21. A process in accordance with claim 16 wherein X and Y are both vinyl or methylvinyl groups and the metal reagent is a W, Mo or Ru compound, and the resulting condensation group Z is a vinylene group.
22. A process in accordance with claim 16 wherein the degree of conversion "a" is a number from about 0.05 about 0.999.
23. A process in accordance with claim 16 wherein polymerization to form a precursor polymer is accomplished by solution polymerization in from about 2 hours to about 1 week at about 25° to about 250° C.
24. A process in accordance with claim 16 wherein the thermal conversion of the soluble precursor polymeric product thin films is accomplished at a temperature of about 100° to about 350° C. in from about 1 to about 24 hours under vacuum, under an inert atmosphere, or under hydrogen gas, and optionally in the presence of a catalytic amount of hydrogen halide gas.
25. A process in accordance with claim 16 wherein the second monomer is selected from the group consisting of di-(2-pyron-6-yl), di-(2-pyron-4-yl), 1,4-di(2'-pyron-4'-yl)benzene, 1,3-di(2'-pyron-4'-yl)benzene, 4,4'-di(2"-pyron-4"-yl)biphenyl, 3,3'-di(2"-pyron-4"-yl)biphenyl, 2,5-dimethoxy-1,4-di(2'-pyron-4'-yl)benzene, 1,4-phenylenebis(2',4',5'-triphenylcyclopentadienon-3'-yl), 4,4'-biphenylenebis(2",4",5"-triphenylcyclopentadienon-3"-yl), 4,4'- bis(2",4",5"-triphenylcyclopentadienon-3"-yl)!-p-diphenylether, 1,4-phenylenebis(2',5'-diethoxycarbonyl-4'-phenylcyclopentadienon-3'-yl), 4,4'-biphenylenebis(2",5"-diethoxycarbonyl-,V-phenycyclopentadienon-3"-yi), N-methyl-3,6-diformylcarbazole, 2,5-dimethoxy-1,4-phenylenediacetonitrile, 1,3-phenylenediacetonitrile, 2,5-diacetonitrile-1,3,4-oxadiazole, 2,5-diacetonitrile-3,4-(ethylene glycoloxy)thiophene, p-xylylenediphosphonic acid tetraethyl ester, p-xylylenebis(triphenylphosphonium bromide), 2,6-di(methylphosphonic acid tetraethyl ester)pyridine, 2,6-di(2',2',2'-trifluoroethyl)pyridine, 1,4-di(nitromethyl)-2,3,5,6-tetrafluorobenzene, N-methyl-3,6-carbazoledi(ammonium chloride), 2,5-dimethoxy-1,4-diaminobenzene, 3,4-diphenyl-2,5-di(4'-aminophenyl)thiophene, and the first monomers is selected from the group consisting of monomers represented by the formulas wherein OAc is acetate ##STR8##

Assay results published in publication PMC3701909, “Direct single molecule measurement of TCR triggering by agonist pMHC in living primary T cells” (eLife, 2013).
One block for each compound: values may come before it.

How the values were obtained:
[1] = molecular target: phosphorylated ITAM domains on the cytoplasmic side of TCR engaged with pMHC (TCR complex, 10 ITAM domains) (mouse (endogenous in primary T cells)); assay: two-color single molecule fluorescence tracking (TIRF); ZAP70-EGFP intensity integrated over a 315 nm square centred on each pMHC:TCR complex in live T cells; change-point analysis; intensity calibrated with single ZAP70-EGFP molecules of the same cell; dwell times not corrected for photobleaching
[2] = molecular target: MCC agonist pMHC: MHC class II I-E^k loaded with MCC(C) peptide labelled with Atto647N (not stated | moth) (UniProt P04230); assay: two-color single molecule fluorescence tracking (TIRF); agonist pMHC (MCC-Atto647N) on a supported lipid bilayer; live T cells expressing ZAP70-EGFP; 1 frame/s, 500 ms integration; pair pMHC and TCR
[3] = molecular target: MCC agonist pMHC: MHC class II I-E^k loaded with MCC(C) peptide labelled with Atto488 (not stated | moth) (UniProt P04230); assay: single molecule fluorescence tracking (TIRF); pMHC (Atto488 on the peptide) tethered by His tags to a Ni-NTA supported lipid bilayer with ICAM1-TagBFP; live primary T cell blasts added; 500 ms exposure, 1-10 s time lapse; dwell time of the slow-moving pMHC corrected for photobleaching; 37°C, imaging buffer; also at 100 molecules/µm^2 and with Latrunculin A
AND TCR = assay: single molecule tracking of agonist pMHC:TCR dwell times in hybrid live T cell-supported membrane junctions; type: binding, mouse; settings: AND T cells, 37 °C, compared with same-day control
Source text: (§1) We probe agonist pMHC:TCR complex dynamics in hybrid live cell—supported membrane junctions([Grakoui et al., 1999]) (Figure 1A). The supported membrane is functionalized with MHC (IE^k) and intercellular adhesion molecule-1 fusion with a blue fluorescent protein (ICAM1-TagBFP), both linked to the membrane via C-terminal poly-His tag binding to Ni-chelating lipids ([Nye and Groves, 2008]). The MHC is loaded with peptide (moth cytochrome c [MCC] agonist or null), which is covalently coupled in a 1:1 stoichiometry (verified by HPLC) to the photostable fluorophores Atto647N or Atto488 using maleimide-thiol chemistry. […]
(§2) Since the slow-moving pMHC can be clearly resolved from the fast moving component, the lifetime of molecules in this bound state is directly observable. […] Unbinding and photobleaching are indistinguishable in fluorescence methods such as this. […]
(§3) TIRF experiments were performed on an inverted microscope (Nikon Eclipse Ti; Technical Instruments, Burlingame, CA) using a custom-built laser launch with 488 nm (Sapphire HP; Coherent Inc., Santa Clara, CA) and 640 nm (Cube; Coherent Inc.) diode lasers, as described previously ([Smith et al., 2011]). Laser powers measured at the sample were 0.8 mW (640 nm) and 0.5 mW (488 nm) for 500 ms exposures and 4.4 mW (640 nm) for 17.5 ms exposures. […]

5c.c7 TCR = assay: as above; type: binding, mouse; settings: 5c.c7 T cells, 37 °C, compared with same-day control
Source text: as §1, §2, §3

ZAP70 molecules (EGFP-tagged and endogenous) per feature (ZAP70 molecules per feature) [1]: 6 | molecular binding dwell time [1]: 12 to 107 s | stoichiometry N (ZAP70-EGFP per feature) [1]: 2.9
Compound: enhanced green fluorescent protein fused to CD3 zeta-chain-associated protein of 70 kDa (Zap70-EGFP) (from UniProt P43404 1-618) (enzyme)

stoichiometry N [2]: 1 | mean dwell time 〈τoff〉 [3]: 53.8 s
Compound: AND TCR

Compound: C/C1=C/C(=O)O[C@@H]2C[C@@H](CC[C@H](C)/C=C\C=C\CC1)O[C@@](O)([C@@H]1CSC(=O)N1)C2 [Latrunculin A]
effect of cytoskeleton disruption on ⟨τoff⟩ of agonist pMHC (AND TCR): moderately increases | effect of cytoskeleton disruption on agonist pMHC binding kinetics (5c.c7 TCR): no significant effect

26. A process in accordance with claim 16 the soluble precursor polymer product has a weight average molecular weight of from about 1,000 to about 100,000.
27. A process in accordance with claim 16 wherein both the precursor polymer and the converted polymer are both electroluminescent polymers with a molecular weight of from about 10,000 to about 100,000.
28. A process in accordance with claim 1 wherein the first and second monomers are in approximately equimolar amounts and n is of from about 5 to about 10,000.
Description
CROSS REFERENCE TO COPENDING APPLICATIONS AND PATENTS

Reference is made to commonly assigned copending applications: U.S. Ser. No. 08/313,963 (D/93095) filed Sep. 28, 1994, entitled "ELECTROLUMINESCENT DEVICE", which discloses an electroluminescent (EL) device including a polymeric tetraaryl-substituted biphenyidiamine; U.S. Ser. No. 081707,162 (D/96172) filed Sep. 3, 1996 entitled "ELECTROLUMINESENT DEVICES"; U.S. Ser. No. 08/1707,260 (D/96174) filed Sep. 3,1996, entitled "ELECTROLUMINESENCT DEVICES"; and U.S. Ser. No. 08/751,532 (D/96622) filed Nov. 18, 1996 entitled "ELECTROLUMINESCENT POLYMER COMPOSITIONS AND PROCESSES THEREOF".

Attention is directed to commonly owned and assigned U.S. Pat. No. 5,558,904, issued Sep. 24,1996, entitled "ELECTROLUMINESCENT DEVICES CONTAINING A CONJUGATED POLYMER OBTAINED VIA HALOGEN PRECURSOR ROUTE CHEMISTRY".

The disclosures of each of the aforementioned copending applications and patents are totally incorporated herein by reference.

BACKGROUND OF THE INVENTION